As Labor steps up its internal debate on whether its MPs should be “bound” on a vote for marriage equality, Tony Abbott’s gay sister Christine Forster believes that would “certainly improve the numbers” to pass the reform.
“If Labor went to a vote with that as policy and the Liberals had a conscience vote it would probably get up,” says Forster.
The issue for her is getting a conscience vote for Liberal MPs. An active lobbyist behind the scenes Forster, who is a Liberal Sydney City Councillor, says the second half of this year is the “logical” time for the federal parliamentary Liberal party to consider that issue.
Forster doesn’t think the Liberals could credibly go to the next election without addressing the matter of a conscience vote. At present Liberals MPs are bound to vote against legalising gay marriage.
Senior federal Liberals who are strong supporters of a conscience vote include cabinet minister Malcolm Turnbull and junior ministers Josh Frydenberg and Simon Birmingham.
Labor’s deputy leader Tanya Plibersek this week reignited the debate within the ALP about whether its position should change from a conscience vote for its MPs to a bound one.
Plibersek’s call for a bound vote is not a new stand for her, but it starts the ball rolling in earnest for the July ALP national conference.
The push to bind MPs will be one of the big issues of the conference. It divides Labor’s leadership. Like Plibersek, ALP Senate leader Penny Wong backs a bound vote. Her spokeswoman on Monday repeated that Wong’s “long-standing position is that marriage equality should not be a matter of conscience, it should be Labor policy”.
But opposition leader Bill Shorten (at present overseas) wants the conscience vote to continue. He is concerned a binding vote would force many MPs to vote against their personal and religious beliefs.
In an address to the Australian Christian Lobby last October Shorten supported marriage equality but recognised “that for some people of faith, this is a most vexed question”. This was one of the reasons the ALP had made it a conscience vote, he said.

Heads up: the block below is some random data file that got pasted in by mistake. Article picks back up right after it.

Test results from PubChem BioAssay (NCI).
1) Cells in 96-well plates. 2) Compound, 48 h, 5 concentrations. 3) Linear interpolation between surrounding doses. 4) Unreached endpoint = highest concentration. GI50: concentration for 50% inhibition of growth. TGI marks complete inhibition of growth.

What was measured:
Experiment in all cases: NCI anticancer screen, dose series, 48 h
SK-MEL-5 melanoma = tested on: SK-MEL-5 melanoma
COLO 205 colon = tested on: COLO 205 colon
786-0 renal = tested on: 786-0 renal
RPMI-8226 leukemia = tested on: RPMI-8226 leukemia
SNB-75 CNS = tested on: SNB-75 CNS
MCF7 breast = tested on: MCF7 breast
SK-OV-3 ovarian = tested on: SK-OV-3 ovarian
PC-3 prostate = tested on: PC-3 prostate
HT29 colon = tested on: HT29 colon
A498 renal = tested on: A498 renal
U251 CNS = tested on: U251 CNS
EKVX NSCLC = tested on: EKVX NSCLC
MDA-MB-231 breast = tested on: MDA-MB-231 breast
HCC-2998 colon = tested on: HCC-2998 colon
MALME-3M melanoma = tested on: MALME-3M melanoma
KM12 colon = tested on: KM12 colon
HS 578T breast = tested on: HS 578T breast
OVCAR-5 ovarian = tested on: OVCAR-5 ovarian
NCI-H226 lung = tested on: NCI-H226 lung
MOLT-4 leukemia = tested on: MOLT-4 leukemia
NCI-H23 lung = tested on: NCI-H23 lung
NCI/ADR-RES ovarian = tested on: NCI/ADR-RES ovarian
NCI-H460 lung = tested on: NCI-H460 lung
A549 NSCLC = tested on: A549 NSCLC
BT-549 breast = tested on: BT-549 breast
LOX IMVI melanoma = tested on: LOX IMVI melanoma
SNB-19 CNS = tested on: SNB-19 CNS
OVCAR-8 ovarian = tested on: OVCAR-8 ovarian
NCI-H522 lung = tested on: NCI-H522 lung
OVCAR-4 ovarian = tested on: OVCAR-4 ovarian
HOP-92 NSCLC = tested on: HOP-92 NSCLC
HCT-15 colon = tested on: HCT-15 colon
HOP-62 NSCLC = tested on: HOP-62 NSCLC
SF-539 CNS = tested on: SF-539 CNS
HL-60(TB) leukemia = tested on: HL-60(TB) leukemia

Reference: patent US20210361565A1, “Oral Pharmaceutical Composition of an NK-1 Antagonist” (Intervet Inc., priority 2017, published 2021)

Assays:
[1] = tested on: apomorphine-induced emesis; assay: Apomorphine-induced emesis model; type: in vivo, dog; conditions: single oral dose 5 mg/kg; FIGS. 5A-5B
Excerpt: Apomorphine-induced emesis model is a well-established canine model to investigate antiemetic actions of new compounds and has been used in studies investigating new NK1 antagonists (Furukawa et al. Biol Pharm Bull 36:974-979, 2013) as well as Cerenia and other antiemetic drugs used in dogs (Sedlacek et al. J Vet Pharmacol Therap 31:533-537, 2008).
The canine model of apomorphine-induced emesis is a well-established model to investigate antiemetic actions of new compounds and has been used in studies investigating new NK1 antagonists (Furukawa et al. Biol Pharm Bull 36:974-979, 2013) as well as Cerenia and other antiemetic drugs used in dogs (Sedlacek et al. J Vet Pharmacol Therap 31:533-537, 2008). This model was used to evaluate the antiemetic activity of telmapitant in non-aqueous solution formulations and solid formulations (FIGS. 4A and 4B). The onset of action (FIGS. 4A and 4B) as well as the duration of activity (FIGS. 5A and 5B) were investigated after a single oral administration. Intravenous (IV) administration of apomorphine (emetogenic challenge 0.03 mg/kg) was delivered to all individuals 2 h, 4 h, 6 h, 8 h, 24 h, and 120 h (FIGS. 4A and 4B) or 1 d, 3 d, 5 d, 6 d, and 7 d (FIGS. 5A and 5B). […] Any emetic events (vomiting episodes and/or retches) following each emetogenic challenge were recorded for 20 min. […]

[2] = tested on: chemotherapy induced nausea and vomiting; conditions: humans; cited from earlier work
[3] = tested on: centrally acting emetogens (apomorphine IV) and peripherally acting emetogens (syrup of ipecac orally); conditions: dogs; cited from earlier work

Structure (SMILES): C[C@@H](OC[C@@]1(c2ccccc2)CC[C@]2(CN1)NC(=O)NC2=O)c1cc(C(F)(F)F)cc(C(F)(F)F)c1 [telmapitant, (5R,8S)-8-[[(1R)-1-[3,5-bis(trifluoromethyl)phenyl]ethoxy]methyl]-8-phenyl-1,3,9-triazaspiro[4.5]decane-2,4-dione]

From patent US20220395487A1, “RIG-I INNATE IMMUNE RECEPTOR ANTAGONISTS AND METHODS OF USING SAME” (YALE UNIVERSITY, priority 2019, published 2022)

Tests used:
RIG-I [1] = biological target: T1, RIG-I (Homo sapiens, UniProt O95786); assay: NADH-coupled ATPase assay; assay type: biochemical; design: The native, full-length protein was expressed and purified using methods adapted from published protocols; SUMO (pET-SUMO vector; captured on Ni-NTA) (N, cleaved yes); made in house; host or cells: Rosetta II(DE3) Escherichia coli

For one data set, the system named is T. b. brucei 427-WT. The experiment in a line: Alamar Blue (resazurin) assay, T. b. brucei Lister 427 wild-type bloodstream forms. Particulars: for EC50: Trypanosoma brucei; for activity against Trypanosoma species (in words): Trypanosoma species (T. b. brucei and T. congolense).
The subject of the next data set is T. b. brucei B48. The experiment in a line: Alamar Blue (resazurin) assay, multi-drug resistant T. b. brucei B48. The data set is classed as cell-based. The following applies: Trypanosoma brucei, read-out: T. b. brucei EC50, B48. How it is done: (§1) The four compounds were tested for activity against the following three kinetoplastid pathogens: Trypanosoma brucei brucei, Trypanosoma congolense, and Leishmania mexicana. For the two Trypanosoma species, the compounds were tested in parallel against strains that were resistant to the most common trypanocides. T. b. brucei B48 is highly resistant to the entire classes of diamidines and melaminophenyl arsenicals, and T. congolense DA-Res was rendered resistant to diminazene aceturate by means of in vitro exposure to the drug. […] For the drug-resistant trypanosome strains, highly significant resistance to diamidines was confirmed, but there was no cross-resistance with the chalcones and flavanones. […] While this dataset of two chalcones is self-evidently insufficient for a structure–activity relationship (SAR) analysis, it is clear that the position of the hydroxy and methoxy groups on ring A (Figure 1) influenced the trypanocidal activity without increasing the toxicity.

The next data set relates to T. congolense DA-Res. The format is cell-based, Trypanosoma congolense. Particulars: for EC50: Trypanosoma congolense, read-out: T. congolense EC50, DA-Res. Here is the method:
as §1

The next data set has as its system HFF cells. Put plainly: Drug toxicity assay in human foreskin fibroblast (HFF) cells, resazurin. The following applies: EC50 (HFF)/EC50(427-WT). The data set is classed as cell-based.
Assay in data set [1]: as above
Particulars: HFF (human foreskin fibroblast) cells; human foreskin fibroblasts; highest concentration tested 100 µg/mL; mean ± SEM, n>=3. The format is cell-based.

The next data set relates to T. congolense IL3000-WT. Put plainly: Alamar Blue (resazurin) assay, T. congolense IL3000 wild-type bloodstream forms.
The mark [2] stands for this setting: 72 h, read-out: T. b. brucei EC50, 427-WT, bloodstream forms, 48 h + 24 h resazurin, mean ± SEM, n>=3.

For Plibersek, on the other hand, conscience votes are for issues of “life and death” – abortion, euthanasia – while this is a matter of rights and non-discrimination.
“This is an issue about legal equality …. it’s an acknowledgement by our community of the rights and responsibilities that a permanent relationship presents.
“I think when you talk about an issue like this, which is an issue of legal discrimination, it is important for the Labor Party to say, ‘we don’t agree with legal discrimination,’” she said on Monday.
Some in Labor are annoyed at Plibersek for stirring the issue, especially when the opposition wants to keep the pressure on the government over the coming budget.
But in her defence, she was restating her view and, because of the conference, this is not a debate Labor would be able to avoid.
There is no doubt the issue has difficulties for Labor, especially because of its inflexible attitude to people who cross the floor. Labor MPs who did so on a “bound” vote would face expulsion. (Backbench Liberals are able to cross the floor regardless of party discipline, though not those on the frontbench.)
The idea of Labor MPs who in conscience could not follow a bound vote being expelled would obviously be ridiculous - there would have to be some provision for them to, say, abstain and not face discipline.
Despite the short term problems the gay marriage issue poses for Labor, there is no doubt that the party is, in political terms, on the right side of history. There has been a remarkable building of community support over a decade. For example, in June 2004 Newspoll found 38% in favour and 44% against gay marriage. By August 2013 Nielsen found 65% in favour and only 28% against.
With public opinion overwhelming in favour and the countries that have legalised gay marriage including Britain and New Zealand, the Liberals' failure to as yet consider a conscience vote is looking very out of date.
Once they do consider it, to reject a conscience vote would be politically crazy for them.
As Forster says, Australia is “headed to marriage equality”.
It’s just a matter of how long it takes.
Authors: The Conversation